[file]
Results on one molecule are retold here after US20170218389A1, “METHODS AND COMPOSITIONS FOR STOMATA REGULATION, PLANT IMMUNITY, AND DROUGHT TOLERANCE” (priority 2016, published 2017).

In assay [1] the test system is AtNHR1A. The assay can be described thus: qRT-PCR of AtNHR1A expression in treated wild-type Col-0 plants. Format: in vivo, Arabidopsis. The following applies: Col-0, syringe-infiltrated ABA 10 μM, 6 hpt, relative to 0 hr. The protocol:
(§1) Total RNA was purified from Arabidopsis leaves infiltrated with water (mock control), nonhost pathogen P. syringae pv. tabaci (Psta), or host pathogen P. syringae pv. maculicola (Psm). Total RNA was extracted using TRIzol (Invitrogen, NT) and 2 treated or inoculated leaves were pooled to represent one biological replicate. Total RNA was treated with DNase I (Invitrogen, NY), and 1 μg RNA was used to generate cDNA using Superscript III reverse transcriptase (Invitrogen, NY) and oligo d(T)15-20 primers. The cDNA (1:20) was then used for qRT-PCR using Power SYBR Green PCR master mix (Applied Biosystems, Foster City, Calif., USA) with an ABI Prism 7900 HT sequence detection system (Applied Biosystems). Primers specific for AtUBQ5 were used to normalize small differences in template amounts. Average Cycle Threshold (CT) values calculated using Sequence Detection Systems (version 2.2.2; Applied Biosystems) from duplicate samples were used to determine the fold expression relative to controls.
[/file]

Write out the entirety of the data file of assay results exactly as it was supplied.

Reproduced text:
Results on one molecule are retold here after US20170218389A1, “METHODS AND COMPOSITIONS FOR STOMATA REGULATION, PLANT IMMUNITY, AND DROUGHT TOLERANCE” (priority 2016, published 2017).

In assay [1] the test system is AtNHR1A. The assay can be described thus: qRT-PCR of AtNHR1A expression in treated wild-type Col-0 plants. Format: in vivo, Arabidopsis. The following applies: Col-0, syringe-infiltrated ABA 10 μM, 6 hpt, relative to 0 hr. The protocol:
(§1) Total RNA was purified from Arabidopsis leaves infiltrated with water (mock control), nonhost pathogen P. syringae pv. tabaci (Psta), or host pathogen P. syringae pv. maculicola (Psm). Total RNA was extracted using TRIzol (Invitrogen, NT) and 2 treated or inoculated leaves were pooled to represent one biological replicate. Total RNA was treated with DNase I (Invitrogen, NY), and 1 μg RNA was used to generate cDNA using Superscript III reverse transcriptase (Invitrogen, NY) and oligo d(T)15-20 primers. The cDNA (1:20) was then used for qRT-PCR using Power SYBR Green PCR master mix (Applied Biosystems, Foster City, Calif., USA) with an ABI Prism 7900 HT sequence detection system (Applied Biosystems). Primers specific for AtUBQ5 were used to normalize small differences in template amounts. Average Cycle Threshold (CT) values calculated using Sequence Detection Systems (version 2.2.2; Applied Biosystems) from duplicate samples were used to determine the fold expression relative to controls.